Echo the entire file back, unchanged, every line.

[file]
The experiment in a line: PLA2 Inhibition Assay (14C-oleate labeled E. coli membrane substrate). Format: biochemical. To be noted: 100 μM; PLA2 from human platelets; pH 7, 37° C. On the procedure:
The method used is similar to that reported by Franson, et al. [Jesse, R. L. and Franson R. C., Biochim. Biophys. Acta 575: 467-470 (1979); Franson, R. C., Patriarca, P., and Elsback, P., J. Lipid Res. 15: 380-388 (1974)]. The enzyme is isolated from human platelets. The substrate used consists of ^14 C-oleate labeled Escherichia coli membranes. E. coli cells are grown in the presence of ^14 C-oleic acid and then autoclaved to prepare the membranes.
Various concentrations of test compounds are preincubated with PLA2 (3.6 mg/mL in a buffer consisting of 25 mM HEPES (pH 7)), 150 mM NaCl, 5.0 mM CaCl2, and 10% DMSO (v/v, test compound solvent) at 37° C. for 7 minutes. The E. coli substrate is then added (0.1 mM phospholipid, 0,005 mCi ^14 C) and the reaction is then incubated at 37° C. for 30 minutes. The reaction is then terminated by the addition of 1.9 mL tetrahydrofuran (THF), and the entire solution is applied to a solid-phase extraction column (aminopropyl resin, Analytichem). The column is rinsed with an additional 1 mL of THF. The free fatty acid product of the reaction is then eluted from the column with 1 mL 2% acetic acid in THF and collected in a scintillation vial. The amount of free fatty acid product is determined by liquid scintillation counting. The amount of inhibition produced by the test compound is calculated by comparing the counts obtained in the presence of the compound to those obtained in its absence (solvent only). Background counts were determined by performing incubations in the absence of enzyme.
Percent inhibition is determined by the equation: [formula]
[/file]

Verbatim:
The experiment in a line: PLA2 Inhibition Assay (14C-oleate labeled E. coli membrane substrate). Format: biochemical. To be noted: 100 μM; PLA2 from human platelets; pH 7, 37° C. On the procedure:
The method used is similar to that reported by Franson, et al. [Jesse, R. L. and Franson R. C., Biochim. Biophys. Acta 575: 467-470 (1979); Franson, R. C., Patriarca, P., and Elsback, P., J. Lipid Res. 15: 380-388 (1974)]. The enzyme is isolated from human platelets. The substrate used consists of ^14 C-oleate labeled Escherichia coli membranes. E. coli cells are grown in the presence of ^14 C-oleic acid and then autoclaved to prepare the membranes.
Various concentrations of test compounds are preincubated with PLA2 (3.6 mg/mL in a buffer consisting of 25 mM HEPES (pH 7)), 150 mM NaCl, 5.0 mM CaCl2, and 10% DMSO (v/v, test compound solvent) at 37° C. for 7 minutes. The E. coli substrate is then added (0.1 mM phospholipid, 0,005 mCi ^14 C) and the reaction is then incubated at 37° C. for 30 minutes. The reaction is then terminated by the addition of 1.9 mL tetrahydrofuran (THF), and the entire solution is applied to a solid-phase extraction column (aminopropyl resin, Analytichem). The column is rinsed with an additional 1 mL of THF. The free fatty acid product of the reaction is then eluted from the column with 1 mL 2% acetic acid in THF and collected in a scintillation vial. The amount of free fatty acid product is determined by liquid scintillation counting. The amount of inhibition produced by the test compound is calculated by comparing the counts obtained in the presence of the compound to those obtained in its absence (solvent only). Background counts were determined by performing incubations in the absence of enzyme.
Percent inhibition is determined by the equation: [formula]